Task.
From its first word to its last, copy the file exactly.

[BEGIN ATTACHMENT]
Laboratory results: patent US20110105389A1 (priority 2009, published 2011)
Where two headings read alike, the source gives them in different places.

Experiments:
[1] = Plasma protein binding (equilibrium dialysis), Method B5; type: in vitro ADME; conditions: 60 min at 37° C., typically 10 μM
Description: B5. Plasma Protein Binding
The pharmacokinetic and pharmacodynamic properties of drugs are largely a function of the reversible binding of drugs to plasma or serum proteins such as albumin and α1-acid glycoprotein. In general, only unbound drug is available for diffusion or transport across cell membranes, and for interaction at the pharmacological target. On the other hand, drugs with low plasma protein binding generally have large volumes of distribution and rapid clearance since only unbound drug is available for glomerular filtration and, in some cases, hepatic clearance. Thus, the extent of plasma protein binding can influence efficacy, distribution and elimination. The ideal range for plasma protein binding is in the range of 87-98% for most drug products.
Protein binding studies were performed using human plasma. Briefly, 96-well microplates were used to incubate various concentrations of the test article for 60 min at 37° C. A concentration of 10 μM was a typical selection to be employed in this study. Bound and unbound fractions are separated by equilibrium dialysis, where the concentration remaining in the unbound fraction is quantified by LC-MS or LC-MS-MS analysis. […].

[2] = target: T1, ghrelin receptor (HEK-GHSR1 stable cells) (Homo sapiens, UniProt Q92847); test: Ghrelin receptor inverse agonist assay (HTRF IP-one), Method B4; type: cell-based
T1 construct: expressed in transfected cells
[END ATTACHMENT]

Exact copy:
Laboratory results: patent US20110105389A1 (priority 2009, published 2011)
Where two headings read alike, the source gives them in different places.

Experiments:
[1] = Plasma protein binding (equilibrium dialysis), Method B5; type: in vitro ADME; conditions: 60 min at 37° C., typically 10 μM
Description: B5. Plasma Protein Binding
The pharmacokinetic and pharmacodynamic properties of drugs are largely a function of the reversible binding of drugs to plasma or serum proteins such as albumin and α1-acid glycoprotein. In general, only unbound drug is available for diffusion or transport across cell membranes, and for interaction at the pharmacological target. On the other hand, drugs with low plasma protein binding generally have large volumes of distribution and rapid clearance since only unbound drug is available for glomerular filtration and, in some cases, hepatic clearance. Thus, the extent of plasma protein binding can influence efficacy, distribution and elimination. The ideal range for plasma protein binding is in the range of 87-98% for most drug products.
Protein binding studies were performed using human plasma. Briefly, 96-well microplates were used to incubate various concentrations of the test article for 60 min at 37° C. A concentration of 10 μM was a typical selection to be employed in this study. Bound and unbound fractions are separated by equilibrium dialysis, where the concentration remaining in the unbound fraction is quantified by LC-MS or LC-MS-MS analysis. […].

[2] = target: T1, ghrelin receptor (HEK-GHSR1 stable cells) (Homo sapiens, UniProt Q92847); test: Ghrelin receptor inverse agonist assay (HTRF IP-one), Method B4; type: cell-based
T1 construct: expressed in transfected cells